Knight, S, Rienties, B, Littleton, K, Mitsui, M, Tempelaar, D & Shah, C 2017, 'The relationship of (perceived) epistemic cognition to interaction with resources on the internet', Computers in Human Behavior, vol. 73, pp. 507-518.View/Download from: UTS OPUS or Publisher's site
© 2017 Elsevier Ltd Information seeking and processing are key literacy practices. However, they are activities that students, across a range of ages, struggle with. These information seeking processes can be viewed through the lens of epistemic cognition: beliefs regarding the source, justification, complexity, and certainty of knowledge. In the research reported in this article we build on established research in this area, which has typically used self-report psychometric and behavior data, and information seeking tasks involving closed-document sets. We take a novel approach in applying established self-report measures to a large-scale, naturalistic, study environment, pointing to the potential of analysis of dialogue, web-navigation – including sites visited – and other trace data, to support more traditional self-report mechanisms. Our analysis suggests that prior work demonstrating relationships between self-report indicators is not paralleled in investigation of the hypothesized relationships between self-report and trace-indicators. However, there are clear epistemic features of this trace data. The article thus demonstrates the potential of behavioral learning analytic data in understanding how epistemic cognition is brought to bear in rich information seeking and processing tasks.
Knight, S, Rienties, B, Littleton, K, Tempelaar, D, Mitsui, M & Shah, C 2017, 'The Orchestration of a Collaborative Information Seeking Learning Task', Information Retrieval, vol. 20, no. 5, pp. 480-505.View/Download from: UTS OPUS or Publisher's site
The paper describes our novel perspective on 'searching to learn' through collaborative information seeking (CIS). We describe this perspective, which motivated empirical work to 'orchestrate' a CIS searching to learn session. The work is described through the lens of orchestration, an approach which brings to the fore the ways in which: background context—including practical classroom constraints, and theoretical perspective; actors—including the educators, researchers, and technologies; and activities that are to be completed, are brought into alignment. The orchestration is exemplified through the description of research work designed to explore a pedagogically salient construct (epistemic cognition), in a particular institutional setting. Evaluation of the session indicated satisfaction with the orchestration from students, with written feedback indicating reflection from them on features of the orchestration. We foreground this approach to demonstrate the potential of orchestration as a design approach for researching and implementing CIS as a 'searching to learn' context.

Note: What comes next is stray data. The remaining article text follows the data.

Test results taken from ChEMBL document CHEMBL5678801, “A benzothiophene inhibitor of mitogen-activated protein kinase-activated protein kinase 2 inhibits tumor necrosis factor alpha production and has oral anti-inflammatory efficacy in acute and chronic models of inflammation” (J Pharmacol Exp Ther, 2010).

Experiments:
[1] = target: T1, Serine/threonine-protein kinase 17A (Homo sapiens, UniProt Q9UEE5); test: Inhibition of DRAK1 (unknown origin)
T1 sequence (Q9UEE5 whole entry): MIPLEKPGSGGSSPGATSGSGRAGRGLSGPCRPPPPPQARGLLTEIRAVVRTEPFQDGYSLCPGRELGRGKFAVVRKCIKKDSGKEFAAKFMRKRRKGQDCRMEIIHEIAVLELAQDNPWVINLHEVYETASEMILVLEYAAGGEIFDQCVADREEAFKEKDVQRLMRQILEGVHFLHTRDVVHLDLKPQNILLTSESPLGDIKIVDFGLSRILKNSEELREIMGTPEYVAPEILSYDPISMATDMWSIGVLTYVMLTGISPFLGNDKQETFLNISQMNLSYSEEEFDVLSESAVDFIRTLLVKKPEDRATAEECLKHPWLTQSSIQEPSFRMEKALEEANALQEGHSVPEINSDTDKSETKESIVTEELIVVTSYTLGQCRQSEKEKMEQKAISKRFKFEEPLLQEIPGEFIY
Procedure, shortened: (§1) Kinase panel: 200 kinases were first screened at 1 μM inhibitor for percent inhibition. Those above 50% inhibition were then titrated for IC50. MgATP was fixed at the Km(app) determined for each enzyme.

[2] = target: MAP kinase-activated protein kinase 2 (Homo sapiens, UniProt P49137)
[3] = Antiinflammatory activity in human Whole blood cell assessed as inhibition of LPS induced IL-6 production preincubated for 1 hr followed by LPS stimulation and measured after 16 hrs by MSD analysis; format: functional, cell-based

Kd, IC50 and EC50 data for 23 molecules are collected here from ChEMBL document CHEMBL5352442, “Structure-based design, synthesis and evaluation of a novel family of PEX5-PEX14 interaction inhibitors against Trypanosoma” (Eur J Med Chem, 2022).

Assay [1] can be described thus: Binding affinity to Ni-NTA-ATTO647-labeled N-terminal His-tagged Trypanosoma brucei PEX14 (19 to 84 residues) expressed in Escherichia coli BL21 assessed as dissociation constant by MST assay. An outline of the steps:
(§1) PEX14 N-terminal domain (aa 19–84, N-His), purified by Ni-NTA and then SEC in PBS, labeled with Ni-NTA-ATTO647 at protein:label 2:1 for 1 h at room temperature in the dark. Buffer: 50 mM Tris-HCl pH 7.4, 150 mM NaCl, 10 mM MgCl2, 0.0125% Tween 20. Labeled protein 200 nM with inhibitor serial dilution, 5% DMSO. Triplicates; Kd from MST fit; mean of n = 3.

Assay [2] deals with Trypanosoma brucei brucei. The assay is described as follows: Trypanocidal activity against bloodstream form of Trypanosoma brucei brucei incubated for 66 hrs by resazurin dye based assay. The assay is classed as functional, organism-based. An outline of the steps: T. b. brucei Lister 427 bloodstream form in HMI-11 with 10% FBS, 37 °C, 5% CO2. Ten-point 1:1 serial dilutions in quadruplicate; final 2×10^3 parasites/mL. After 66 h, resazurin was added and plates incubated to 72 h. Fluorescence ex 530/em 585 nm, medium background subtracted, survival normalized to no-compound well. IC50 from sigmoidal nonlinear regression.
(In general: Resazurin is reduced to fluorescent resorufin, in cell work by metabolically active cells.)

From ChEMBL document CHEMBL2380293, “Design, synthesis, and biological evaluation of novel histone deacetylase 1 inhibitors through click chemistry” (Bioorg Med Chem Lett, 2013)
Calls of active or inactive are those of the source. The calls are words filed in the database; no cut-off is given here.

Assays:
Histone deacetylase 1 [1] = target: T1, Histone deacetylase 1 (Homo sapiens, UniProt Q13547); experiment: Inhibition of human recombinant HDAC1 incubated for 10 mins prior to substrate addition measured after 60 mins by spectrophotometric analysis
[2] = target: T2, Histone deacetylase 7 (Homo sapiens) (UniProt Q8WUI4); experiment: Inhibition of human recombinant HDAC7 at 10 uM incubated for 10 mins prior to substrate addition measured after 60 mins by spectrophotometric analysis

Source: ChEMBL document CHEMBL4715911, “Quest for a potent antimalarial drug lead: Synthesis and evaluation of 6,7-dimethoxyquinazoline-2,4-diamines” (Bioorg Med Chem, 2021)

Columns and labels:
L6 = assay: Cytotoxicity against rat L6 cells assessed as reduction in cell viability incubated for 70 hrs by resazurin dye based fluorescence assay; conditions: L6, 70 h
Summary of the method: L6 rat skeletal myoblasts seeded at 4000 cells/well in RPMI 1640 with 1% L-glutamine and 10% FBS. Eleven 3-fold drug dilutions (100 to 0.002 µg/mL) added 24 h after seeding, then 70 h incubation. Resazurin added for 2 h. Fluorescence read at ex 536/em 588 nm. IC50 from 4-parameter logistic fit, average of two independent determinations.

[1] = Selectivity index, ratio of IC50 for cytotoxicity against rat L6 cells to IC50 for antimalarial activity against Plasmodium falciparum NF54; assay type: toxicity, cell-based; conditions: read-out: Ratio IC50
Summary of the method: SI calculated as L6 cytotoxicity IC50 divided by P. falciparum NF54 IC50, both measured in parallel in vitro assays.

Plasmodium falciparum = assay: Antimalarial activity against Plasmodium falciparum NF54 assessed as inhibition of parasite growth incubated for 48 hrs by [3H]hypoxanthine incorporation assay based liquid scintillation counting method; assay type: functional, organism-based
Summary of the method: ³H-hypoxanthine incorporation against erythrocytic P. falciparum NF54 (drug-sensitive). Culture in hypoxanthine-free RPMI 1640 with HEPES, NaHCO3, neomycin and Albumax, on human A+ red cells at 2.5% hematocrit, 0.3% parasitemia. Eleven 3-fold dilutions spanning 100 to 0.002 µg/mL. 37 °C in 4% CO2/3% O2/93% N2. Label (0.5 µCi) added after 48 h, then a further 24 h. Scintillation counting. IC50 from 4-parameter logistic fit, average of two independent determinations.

Knight, S, Wise, AF, Ochoa, X & Hershkovitz, A 2017, 'Learning Analytics: Looking to the Future', Journal of Learning Analytics, vol. 4, pp. 1-5.
Hershkovitz, A, Knight, S, Jovanovic, J, Dawson, S & Gasevic, D 2017, 'Research with Simulated Data', Journal of Learning Analytics, vol. 4, pp. 1-2.
Learning is a process that occurs over time: We build understanding, change perspectives, and develop skills over the course of extended experiences. As a field, learning analytics aims to generate understanding of, and support for, such processes of learning. Indeed, a core characteristic of learning analytics is the generation of high-resolution temporal data about various types of actions. Thus, we might expect study of the temporal nature of learning to be central in learning analytics research and applications. However, temporality has typically been underexplored in both basic and applied learning research. As Reimann (2009) notes, although 'researchers have privileged access to process data, the theoretical constructs and methods employed in research practice frequently neglect to make full use of information relating to time and order' (p. 239). Typical approaches to analysis often aggregate across data due to a collection of conceptual, methodological, and operational challenges. As described below, insightful temporal analysis requires (1) conceptualising the temporal nature of learning constructs, (2) translating these theoretical propositions into specific methodological approaches for the capture and analysis of temporal data, and (3) practical methods for capturing temporal data features and using analyses to impact learning contexts. There is a pressing need to address these challenges if we are to realize the exciting possibilities for temporal learning analytics.
Ochoa, X, Hershkovitz, A, Wise, A & Knight, S 2017, 'Towards a Convergent Development of Learning Analytics', Journal of Learning Analytics, vol. 4, pp. 1-6.View/Download from: UTS OPUS or Publisher's site